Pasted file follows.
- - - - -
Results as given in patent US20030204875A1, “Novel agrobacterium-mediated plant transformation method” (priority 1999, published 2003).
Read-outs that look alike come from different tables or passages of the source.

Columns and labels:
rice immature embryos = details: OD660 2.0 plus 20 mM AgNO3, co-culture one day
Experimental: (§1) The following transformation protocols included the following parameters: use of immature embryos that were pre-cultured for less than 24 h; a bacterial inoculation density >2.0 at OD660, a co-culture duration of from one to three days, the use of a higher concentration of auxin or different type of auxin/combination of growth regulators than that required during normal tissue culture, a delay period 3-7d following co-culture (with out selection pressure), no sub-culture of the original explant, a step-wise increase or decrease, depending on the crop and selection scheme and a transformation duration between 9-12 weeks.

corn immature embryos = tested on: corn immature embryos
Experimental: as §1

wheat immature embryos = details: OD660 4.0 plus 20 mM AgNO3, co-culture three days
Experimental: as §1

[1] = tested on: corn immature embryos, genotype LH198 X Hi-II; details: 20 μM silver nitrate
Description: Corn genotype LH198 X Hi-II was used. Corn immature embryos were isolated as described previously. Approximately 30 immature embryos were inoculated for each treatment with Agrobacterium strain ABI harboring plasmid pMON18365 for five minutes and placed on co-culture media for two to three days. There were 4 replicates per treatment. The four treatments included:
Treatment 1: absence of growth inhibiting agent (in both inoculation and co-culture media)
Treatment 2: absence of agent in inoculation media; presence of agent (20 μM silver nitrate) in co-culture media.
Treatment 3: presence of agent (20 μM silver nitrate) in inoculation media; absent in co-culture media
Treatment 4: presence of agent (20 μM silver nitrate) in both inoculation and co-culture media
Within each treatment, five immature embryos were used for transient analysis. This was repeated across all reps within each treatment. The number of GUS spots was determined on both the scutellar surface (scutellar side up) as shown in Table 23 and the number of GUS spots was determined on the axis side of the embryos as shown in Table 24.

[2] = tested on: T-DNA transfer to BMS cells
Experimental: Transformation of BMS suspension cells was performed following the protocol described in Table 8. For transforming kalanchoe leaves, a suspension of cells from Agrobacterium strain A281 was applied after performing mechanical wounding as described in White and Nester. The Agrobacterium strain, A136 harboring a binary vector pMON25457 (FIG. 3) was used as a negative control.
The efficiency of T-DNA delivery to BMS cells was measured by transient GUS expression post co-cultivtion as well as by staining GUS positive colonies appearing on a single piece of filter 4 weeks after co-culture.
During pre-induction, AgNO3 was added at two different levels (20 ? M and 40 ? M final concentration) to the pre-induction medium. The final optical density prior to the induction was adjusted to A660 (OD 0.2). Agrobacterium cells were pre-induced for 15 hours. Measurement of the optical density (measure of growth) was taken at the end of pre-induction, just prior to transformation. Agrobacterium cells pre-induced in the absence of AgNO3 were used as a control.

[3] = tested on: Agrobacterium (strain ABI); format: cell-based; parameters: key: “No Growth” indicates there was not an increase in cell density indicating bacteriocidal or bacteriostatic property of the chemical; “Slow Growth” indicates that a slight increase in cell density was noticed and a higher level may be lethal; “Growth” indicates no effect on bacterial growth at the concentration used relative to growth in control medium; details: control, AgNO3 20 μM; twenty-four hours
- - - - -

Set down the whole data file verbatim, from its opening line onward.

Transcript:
Results as given in patent US20030204875A1, “Novel agrobacterium-mediated plant transformation method” (priority 1999, published 2003).
Read-outs that look alike come from different tables or passages of the source.

Columns and labels:
rice immature embryos = details: OD660 2.0 plus 20 mM AgNO3, co-culture one day
Experimental: (§1) The following transformation protocols included the following parameters: use of immature embryos that were pre-cultured for less than 24 h; a bacterial inoculation density >2.0 at OD660, a co-culture duration of from one to three days, the use of a higher concentration of auxin or different type of auxin/combination of growth regulators than that required during normal tissue culture, a delay period 3-7d following co-culture (with out selection pressure), no sub-culture of the original explant, a step-wise increase or decrease, depending on the crop and selection scheme and a transformation duration between 9-12 weeks.

corn immature embryos = tested on: corn immature embryos
Experimental: as §1

wheat immature embryos = details: OD660 4.0 plus 20 mM AgNO3, co-culture three days
Experimental: as §1

[1] = tested on: corn immature embryos, genotype LH198 X Hi-II; details: 20 μM silver nitrate
Description: Corn genotype LH198 X Hi-II was used. Corn immature embryos were isolated as described previously. Approximately 30 immature embryos were inoculated for each treatment with Agrobacterium strain ABI harboring plasmid pMON18365 for five minutes and placed on co-culture media for two to three days. There were 4 replicates per treatment. The four treatments included:
Treatment 1: absence of growth inhibiting agent (in both inoculation and co-culture media)
Treatment 2: absence of agent in inoculation media; presence of agent (20 μM silver nitrate) in co-culture media.
Treatment 3: presence of agent (20 μM silver nitrate) in inoculation media; absent in co-culture media
Treatment 4: presence of agent (20 μM silver nitrate) in both inoculation and co-culture media
Within each treatment, five immature embryos were used for transient analysis. This was repeated across all reps within each treatment. The number of GUS spots was determined on both the scutellar surface (scutellar side up) as shown in Table 23 and the number of GUS spots was determined on the axis side of the embryos as shown in Table 24.

[2] = tested on: T-DNA transfer to BMS cells
Experimental: Transformation of BMS suspension cells was performed following the protocol described in Table 8. For transforming kalanchoe leaves, a suspension of cells from Agrobacterium strain A281 was applied after performing mechanical wounding as described in White and Nester. The Agrobacterium strain, A136 harboring a binary vector pMON25457 (FIG. 3) was used as a negative control.
The efficiency of T-DNA delivery to BMS cells was measured by transient GUS expression post co-cultivtion as well as by staining GUS positive colonies appearing on a single piece of filter 4 weeks after co-culture.
During pre-induction, AgNO3 was added at two different levels (20 ? M and 40 ? M final concentration) to the pre-induction medium. The final optical density prior to the induction was adjusted to A660 (OD 0.2). Agrobacterium cells were pre-induced for 15 hours. Measurement of the optical density (measure of growth) was taken at the end of pre-induction, just prior to transformation. Agrobacterium cells pre-induced in the absence of AgNO3 were used as a control.

[3] = tested on: Agrobacterium (strain ABI); format: cell-based; parameters: key: “No Growth” indicates there was not an increase in cell density indicating bacteriocidal or bacteriostatic property of the chemical; “Slow Growth” indicates that a slight increase in cell density was noticed and a higher level may be lethal; “Growth” indicates no effect on bacterial growth at the concentration used relative to growth in control medium; details: control, AgNO3 20 μM; twenty-four hours